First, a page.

World News

What Happened to Indonesia?


What happened to Indonesia? Just recently, news broke out of a forest fire ravaging Sumatra and Kalimantan in Indonesia, forcing establishments and educational institutions to close. This prompted authorities to deploy firefighters in the area, however, efforts seemed futile. With this, toxic haze has spread across Southeast Asia. Also, an increase in respiratory illness was also reported.

Just recently, a forest fire consumed the Amazon. What might have caused these forest fires? It can be recalled that annual ‘slash and burn’ efforts to make agricultural land have been the culprit of most forest fires around the world. In Indonesia, illegal fires for palm oil and pulpwood industries are a common cause of wildfires.

‘Since the beginning of September, the sun has not been visible in affected areas’, was a statement in an article by the Philippine News Agency describing the situation in Indonesia. The effects can be devastating. In an article by Malay Mail, ‘particulate matter of 2.5 microns in diameter’ or ‘PM2.5’ can cause serious respiratory health problems.

“The health risks associated with particulate matter of less than 2.5 microns in diameter (PM2.5) are well known. These are capable of penetrating deep into lung passageways and entering the bloodstream leading to effects on the heart, brain and lungs. It’s a known risk factor for lung cancer. Lungs-wise, haze can lead to reduced lung function, increased respiratory infections and more asthma attacks.” states Dr Helmy Haja Mydin, a respiratory specialist from Pantai Hospital in Kuala Lumpur, in an article by Malay Mail.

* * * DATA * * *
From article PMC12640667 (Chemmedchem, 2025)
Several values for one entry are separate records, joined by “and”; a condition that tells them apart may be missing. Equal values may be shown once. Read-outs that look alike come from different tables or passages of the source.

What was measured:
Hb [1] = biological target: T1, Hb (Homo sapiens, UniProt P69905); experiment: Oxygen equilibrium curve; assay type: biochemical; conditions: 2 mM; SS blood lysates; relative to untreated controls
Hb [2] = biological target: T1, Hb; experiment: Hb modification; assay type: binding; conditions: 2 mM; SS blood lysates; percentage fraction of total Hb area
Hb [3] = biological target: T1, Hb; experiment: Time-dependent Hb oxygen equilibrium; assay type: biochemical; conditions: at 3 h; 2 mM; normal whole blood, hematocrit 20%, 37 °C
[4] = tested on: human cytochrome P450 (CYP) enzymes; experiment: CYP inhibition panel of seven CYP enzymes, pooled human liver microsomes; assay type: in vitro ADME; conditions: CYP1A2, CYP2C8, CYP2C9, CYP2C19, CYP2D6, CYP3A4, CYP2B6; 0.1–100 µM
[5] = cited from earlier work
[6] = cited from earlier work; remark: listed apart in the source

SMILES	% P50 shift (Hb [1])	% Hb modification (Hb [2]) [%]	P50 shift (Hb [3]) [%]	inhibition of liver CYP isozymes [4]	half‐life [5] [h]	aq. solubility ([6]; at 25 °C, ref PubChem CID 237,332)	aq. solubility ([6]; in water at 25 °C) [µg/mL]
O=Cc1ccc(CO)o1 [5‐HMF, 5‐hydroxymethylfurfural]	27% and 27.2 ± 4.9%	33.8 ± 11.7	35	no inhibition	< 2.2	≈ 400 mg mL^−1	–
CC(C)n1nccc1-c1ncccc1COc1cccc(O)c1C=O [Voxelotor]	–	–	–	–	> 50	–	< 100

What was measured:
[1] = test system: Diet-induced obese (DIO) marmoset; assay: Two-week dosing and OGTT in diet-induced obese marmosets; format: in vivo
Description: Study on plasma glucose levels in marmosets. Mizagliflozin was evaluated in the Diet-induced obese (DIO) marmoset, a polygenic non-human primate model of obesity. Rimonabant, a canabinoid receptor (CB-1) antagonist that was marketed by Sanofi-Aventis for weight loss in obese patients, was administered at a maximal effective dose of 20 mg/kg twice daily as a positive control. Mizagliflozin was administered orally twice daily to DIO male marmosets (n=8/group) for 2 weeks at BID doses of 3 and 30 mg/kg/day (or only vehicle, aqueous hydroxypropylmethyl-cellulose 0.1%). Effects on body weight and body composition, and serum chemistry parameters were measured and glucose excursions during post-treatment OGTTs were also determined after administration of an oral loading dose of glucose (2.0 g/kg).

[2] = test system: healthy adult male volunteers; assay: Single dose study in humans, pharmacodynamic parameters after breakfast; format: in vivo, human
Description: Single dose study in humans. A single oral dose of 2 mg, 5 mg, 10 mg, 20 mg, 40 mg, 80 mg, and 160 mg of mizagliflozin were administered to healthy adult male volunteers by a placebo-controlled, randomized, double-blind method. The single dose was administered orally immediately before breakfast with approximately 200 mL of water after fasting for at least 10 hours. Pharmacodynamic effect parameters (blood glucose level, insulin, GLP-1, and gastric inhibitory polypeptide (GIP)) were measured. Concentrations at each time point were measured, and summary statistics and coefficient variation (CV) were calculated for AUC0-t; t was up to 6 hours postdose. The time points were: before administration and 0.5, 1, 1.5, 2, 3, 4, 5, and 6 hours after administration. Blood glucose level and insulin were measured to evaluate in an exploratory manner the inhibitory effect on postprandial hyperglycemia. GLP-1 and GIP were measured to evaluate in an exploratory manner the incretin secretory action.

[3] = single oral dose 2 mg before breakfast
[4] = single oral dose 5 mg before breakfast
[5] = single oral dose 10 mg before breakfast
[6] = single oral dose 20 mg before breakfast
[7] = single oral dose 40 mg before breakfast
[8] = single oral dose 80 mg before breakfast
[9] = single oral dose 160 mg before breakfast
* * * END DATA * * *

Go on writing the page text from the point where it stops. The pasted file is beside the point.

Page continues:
Moreover, regular exposure to haze can trigger asthma.

“It’ll trigger allergies, asthma and chronic lung disease. If goes on year after year those with no issues can get allergic symptoms and contract rhinitis and conjunctivitis,” states Dr Rohan Shanmuganathan, a physician at Klinik Kesihatan Taman Medan, in an article by Malay Mail.

A hazy disposition. As mentioned, toxic haze has spread across Southeast Asia. Toxic haze has already reached some areas in the Philippines. Carried by southwest monsoon winds, residents in central and southern areas in the country have reported seeing haze. Moreover, the Environment and Management Bureau in Central Visayas have urged residents to wear protective gear and avoid going out during peak hours of PM2.5, in an article by Rappler.

Common face mask not advised. According to Michael Brauer, a professor of population and public health at the University of British Columbia, surgical masks ‘give a false sense of security’.

By far, an N95 mask is advised. ‘N95’ is a rating by the National Institute for Occupational Safety and Health which means that the mask can protect users against 95% of airborne particles. N95 masks can be purchased in most drug stores and hardware stores and normally costs Php 100 to Php 120. Read more: Which masks can protect you.


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